In one particular embodiment, an isolated immunogen includes a variant HBsAg in which the first transmembrane spanning domain of the HBsAg is replaced by a gp41 antigenic insert. For example, the gp41 antigenic insert replaces amino acid residues 1-35 of SEQ ID NO: 31. In another example, the gp41 antigenic insert replaces amino acid residues 1-32 of SEQ ID NO: 31. In yet another example, the gp41 antigenic insert replaces amino acid residues 1-29 of SEQ ID NO: 31. In a particular example, an isolated immunogen including a variant HBsAg in which the first transmembrane spanning domain of the HBsAg is replaced by a gp41 antigenic insert has the amino acid sequence set forth as SEQ ID NO: 29.

In another particular embodiment, an isolated immunogen includes a variant HBsAg in which the third transmembrane spanning domain of the HBsAg is replaced by a gp41 antigenic insert. For example, the gp41 antigenic insert replaces amino acid residues 150-190 of SEQ ID NO: 31. In another example, the gp41 antigenic insert replaces amino acid residues 153-187 of SEQ ID NO: 31. In yet another example, the gp41 antigenic insert replaces amino acid residues 156-185 of SEQ ID NO: 31. In a particular example, an isolated immunogen including a variant HBsAg in which the third transmembrane spanning domain of the HBsAg is replaced by a gp41 antigenic insert has the amino acid sequence set forth as SEQ ID NO: 57.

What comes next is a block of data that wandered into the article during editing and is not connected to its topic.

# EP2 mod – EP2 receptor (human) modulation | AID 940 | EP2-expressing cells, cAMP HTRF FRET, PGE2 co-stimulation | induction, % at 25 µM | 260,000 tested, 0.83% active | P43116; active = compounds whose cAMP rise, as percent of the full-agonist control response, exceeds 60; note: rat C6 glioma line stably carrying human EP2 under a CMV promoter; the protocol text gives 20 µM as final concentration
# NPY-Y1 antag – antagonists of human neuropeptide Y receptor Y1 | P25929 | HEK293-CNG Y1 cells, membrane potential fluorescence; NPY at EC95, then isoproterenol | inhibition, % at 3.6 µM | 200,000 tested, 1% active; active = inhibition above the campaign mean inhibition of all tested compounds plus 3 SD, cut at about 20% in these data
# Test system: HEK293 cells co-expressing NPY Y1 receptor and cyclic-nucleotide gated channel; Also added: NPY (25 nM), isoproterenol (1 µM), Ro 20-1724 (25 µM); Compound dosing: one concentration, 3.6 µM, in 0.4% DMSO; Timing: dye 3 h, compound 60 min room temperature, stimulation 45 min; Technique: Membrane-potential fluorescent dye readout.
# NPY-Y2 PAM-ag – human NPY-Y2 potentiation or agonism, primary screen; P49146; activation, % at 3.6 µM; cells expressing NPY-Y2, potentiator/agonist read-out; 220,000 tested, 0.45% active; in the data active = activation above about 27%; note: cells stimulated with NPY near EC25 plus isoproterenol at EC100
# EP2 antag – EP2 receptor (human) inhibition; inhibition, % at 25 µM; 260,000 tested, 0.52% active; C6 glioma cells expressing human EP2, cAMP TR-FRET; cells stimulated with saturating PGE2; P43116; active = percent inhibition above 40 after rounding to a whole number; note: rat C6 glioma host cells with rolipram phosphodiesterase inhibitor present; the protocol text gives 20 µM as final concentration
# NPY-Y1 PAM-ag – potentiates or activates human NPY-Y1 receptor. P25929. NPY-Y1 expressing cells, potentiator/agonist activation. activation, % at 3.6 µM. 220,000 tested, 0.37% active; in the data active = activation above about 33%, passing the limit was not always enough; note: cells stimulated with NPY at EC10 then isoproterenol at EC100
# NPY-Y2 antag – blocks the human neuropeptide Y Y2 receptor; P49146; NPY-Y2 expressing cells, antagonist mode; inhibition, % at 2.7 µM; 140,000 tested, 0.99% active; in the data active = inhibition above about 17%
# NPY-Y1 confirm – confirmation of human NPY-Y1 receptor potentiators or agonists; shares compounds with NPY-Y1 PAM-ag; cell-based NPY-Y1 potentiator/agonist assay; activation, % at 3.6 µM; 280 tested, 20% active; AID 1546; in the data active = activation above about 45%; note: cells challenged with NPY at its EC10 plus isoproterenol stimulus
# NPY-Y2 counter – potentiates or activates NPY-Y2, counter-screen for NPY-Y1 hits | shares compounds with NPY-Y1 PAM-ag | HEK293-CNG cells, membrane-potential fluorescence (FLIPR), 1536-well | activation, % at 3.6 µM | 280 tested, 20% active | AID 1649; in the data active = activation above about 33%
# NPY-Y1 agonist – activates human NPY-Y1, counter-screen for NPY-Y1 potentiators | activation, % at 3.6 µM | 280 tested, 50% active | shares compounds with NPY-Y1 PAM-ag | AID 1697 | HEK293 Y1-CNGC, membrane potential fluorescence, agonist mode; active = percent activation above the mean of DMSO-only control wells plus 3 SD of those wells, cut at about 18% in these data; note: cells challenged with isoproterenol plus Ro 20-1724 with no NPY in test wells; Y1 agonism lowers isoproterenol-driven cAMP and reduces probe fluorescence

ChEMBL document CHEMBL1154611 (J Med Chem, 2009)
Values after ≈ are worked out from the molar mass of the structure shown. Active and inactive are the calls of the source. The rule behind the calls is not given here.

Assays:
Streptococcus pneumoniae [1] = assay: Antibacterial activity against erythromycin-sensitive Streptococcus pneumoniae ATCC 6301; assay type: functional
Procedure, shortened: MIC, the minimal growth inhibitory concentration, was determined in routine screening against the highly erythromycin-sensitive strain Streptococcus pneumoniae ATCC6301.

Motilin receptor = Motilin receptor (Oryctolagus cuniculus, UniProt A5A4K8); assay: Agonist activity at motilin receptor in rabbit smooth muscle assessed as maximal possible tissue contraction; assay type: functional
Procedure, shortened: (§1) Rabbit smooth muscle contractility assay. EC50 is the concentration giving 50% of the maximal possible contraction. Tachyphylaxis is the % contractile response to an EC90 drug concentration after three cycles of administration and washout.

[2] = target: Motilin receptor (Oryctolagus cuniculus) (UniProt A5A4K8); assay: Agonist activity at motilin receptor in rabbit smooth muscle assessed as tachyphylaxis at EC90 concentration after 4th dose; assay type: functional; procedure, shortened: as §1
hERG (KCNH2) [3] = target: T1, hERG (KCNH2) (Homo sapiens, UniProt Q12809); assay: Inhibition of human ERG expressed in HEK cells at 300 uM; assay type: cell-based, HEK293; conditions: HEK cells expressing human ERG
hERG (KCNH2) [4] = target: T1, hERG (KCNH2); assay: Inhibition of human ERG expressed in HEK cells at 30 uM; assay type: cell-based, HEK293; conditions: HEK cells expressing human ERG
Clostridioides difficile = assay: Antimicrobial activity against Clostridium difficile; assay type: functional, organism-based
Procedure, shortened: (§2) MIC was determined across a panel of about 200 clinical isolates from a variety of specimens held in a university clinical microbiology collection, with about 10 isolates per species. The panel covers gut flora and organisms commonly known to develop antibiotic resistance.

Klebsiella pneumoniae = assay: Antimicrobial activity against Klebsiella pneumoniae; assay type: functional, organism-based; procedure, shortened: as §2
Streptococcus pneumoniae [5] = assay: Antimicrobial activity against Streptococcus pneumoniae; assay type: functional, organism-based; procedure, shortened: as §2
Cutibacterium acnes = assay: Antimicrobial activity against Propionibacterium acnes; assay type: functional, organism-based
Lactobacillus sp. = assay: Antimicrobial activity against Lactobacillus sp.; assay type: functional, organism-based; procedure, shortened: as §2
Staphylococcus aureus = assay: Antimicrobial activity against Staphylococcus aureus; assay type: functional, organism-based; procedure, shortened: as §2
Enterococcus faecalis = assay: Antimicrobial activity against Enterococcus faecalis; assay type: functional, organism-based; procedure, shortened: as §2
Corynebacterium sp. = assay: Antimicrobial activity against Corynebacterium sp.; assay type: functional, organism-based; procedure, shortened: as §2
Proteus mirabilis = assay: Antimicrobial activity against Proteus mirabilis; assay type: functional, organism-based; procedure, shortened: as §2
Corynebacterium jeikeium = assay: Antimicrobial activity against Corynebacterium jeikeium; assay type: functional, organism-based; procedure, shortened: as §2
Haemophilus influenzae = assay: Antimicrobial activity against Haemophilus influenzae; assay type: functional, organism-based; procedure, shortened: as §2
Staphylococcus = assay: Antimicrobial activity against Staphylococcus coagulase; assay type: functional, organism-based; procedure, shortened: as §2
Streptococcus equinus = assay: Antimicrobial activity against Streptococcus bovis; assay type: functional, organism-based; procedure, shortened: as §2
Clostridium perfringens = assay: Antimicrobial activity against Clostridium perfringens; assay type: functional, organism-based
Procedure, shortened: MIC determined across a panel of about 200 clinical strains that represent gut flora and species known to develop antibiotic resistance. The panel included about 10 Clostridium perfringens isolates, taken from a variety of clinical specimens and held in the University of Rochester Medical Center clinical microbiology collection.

In an even more particular embodiment, an isolated immunogen includes a variant HBsAg in which the first and the third transmembrane spanning domains of the HBsAg are replaced by a gp41 antigenic insert. For example, the gp41 antigenic insert replaces amino acid residues 1-35 and 150-190 of SEQ ID NO: 31. In another example, the gp41 antigenic insert replaces amino acid residues 1-32 and 153-187 of SEQ ID NO: 31. In yet another example, the gp41 antigenic insert replaces amino acid residues 1-29 and 156-185 of SEQ ID NO: 31. In a particular example, an isolated immunogen includes a variant HBsAg in which the third transmembrane spanning domain of the HBsAg is replaced by a gp41 antigenic insert that has the amino acid sequence set forth as SEQ ID NO: 58.

Isolated nucleic acid molecules encoding the variant HBsAgs are also provided, as well as host cells transformed with the nucleic acid molecules and viral-like particles produced by the transformed host cells. The variant HBsAgs may further include elements, such as one or more HIV-specific T-helper cell epitopes. Viral-like particles including the variant HBsAgs are also provided herein. Compositions comprising the viral-like particles are also provided.